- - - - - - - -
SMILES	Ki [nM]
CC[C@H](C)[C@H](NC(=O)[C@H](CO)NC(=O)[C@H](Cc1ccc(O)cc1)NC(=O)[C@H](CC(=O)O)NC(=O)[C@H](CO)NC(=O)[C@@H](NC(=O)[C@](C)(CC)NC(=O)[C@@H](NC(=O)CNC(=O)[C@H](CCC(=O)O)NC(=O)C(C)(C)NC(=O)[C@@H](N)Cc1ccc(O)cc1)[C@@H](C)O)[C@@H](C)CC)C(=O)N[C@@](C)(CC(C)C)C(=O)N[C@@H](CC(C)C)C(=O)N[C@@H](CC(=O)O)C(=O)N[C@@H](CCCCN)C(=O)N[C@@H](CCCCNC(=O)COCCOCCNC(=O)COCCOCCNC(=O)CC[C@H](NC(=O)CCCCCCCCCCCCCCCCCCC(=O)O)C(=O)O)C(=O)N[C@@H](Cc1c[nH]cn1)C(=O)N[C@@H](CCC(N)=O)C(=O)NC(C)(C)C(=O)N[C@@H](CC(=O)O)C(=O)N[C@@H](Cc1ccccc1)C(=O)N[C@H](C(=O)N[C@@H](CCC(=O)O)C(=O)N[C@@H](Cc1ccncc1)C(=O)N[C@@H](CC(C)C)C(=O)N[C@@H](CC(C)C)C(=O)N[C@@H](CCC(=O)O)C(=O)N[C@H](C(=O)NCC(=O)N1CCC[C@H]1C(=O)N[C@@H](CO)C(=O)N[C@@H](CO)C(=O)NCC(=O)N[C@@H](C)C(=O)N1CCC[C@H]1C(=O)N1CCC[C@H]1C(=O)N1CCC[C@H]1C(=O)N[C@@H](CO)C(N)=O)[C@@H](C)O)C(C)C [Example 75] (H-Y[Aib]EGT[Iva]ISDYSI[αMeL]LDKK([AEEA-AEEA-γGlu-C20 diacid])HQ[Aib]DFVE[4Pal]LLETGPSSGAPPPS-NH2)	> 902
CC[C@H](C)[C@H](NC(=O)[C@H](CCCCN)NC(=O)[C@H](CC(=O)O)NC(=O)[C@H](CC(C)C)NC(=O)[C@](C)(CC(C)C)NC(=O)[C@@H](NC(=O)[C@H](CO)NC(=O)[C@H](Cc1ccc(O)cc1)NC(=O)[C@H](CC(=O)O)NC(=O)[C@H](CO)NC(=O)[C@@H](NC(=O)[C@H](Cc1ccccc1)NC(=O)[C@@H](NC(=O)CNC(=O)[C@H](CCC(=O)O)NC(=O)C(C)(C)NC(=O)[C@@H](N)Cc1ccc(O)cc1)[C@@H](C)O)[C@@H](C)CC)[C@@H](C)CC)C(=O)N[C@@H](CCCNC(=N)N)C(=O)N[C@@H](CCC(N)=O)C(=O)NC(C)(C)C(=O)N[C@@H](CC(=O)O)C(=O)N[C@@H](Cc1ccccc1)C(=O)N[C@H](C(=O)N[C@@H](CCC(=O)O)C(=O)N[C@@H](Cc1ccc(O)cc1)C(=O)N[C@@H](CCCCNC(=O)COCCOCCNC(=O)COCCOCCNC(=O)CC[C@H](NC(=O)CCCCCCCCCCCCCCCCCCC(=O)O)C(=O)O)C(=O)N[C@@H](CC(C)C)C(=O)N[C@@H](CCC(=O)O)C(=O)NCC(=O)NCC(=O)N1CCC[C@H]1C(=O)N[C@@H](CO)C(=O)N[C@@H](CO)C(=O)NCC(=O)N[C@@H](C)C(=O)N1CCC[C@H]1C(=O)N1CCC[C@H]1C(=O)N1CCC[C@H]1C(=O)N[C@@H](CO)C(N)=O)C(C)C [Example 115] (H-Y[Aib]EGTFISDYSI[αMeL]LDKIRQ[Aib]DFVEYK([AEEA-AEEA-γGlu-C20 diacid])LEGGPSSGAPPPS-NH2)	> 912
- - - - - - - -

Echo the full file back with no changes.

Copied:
SMILES	Ki [nM]
CC[C@H](C)[C@H](NC(=O)[C@H](CO)NC(=O)[C@H](Cc1ccc(O)cc1)NC(=O)[C@H](CC(=O)O)NC(=O)[C@H](CO)NC(=O)[C@@H](NC(=O)[C@](C)(CC)NC(=O)[C@@H](NC(=O)CNC(=O)[C@H](CCC(=O)O)NC(=O)C(C)(C)NC(=O)[C@@H](N)Cc1ccc(O)cc1)[C@@H](C)O)[C@@H](C)CC)C(=O)N[C@@](C)(CC(C)C)C(=O)N[C@@H](CC(C)C)C(=O)N[C@@H](CC(=O)O)C(=O)N[C@@H](CCCCN)C(=O)N[C@@H](CCCCNC(=O)COCCOCCNC(=O)COCCOCCNC(=O)CC[C@H](NC(=O)CCCCCCCCCCCCCCCCCCC(=O)O)C(=O)O)C(=O)N[C@@H](Cc1c[nH]cn1)C(=O)N[C@@H](CCC(N)=O)C(=O)NC(C)(C)C(=O)N[C@@H](CC(=O)O)C(=O)N[C@@H](Cc1ccccc1)C(=O)N[C@H](C(=O)N[C@@H](CCC(=O)O)C(=O)N[C@@H](Cc1ccncc1)C(=O)N[C@@H](CC(C)C)C(=O)N[C@@H](CC(C)C)C(=O)N[C@@H](CCC(=O)O)C(=O)N[C@H](C(=O)NCC(=O)N1CCC[C@H]1C(=O)N[C@@H](CO)C(=O)N[C@@H](CO)C(=O)NCC(=O)N[C@@H](C)C(=O)N1CCC[C@H]1C(=O)N1CCC[C@H]1C(=O)N1CCC[C@H]1C(=O)N[C@@H](CO)C(N)=O)[C@@H](C)O)C(C)C [Example 75] (H-Y[Aib]EGT[Iva]ISDYSI[αMeL]LDKK([AEEA-AEEA-γGlu-C20 diacid])HQ[Aib]DFVE[4Pal]LLETGPSSGAPPPS-NH2)	> 902
CC[C@H](C)[C@H](NC(=O)[C@H](CCCCN)NC(=O)[C@H](CC(=O)O)NC(=O)[C@H](CC(C)C)NC(=O)[C@](C)(CC(C)C)NC(=O)[C@@H](NC(=O)[C@H](CO)NC(=O)[C@H](Cc1ccc(O)cc1)NC(=O)[C@H](CC(=O)O)NC(=O)[C@H](CO)NC(=O)[C@@H](NC(=O)[C@H](Cc1ccccc1)NC(=O)[C@@H](NC(=O)CNC(=O)[C@H](CCC(=O)O)NC(=O)C(C)(C)NC(=O)[C@@H](N)Cc1ccc(O)cc1)[C@@H](C)O)[C@@H](C)CC)[C@@H](C)CC)C(=O)N[C@@H](CCCNC(=N)N)C(=O)N[C@@H](CCC(N)=O)C(=O)NC(C)(C)C(=O)N[C@@H](CC(=O)O)C(=O)N[C@@H](Cc1ccccc1)C(=O)N[C@H](C(=O)N[C@@H](CCC(=O)O)C(=O)N[C@@H](Cc1ccc(O)cc1)C(=O)N[C@@H](CCCCNC(=O)COCCOCCNC(=O)COCCOCCNC(=O)CC[C@H](NC(=O)CCCCCCCCCCCCCCCCCCC(=O)O)C(=O)O)C(=O)N[C@@H](CC(C)C)C(=O)N[C@@H](CCC(=O)O)C(=O)NCC(=O)NCC(=O)N1CCC[C@H]1C(=O)N[C@@H](CO)C(=O)N[C@@H](CO)C(=O)NCC(=O)N[C@@H](C)C(=O)N1CCC[C@H]1C(=O)N1CCC[C@H]1C(=O)N1CCC[C@H]1C(=O)N[C@@H](CO)C(N)=O)C(C)C [Example 115] (H-Y[Aib]EGTFISDYSI[αMeL]LDKIRQ[Aib]DFVEYK([AEEA-AEEA-γGlu-C20 diacid])LEGGPSSGAPPPS-NH2)	> 912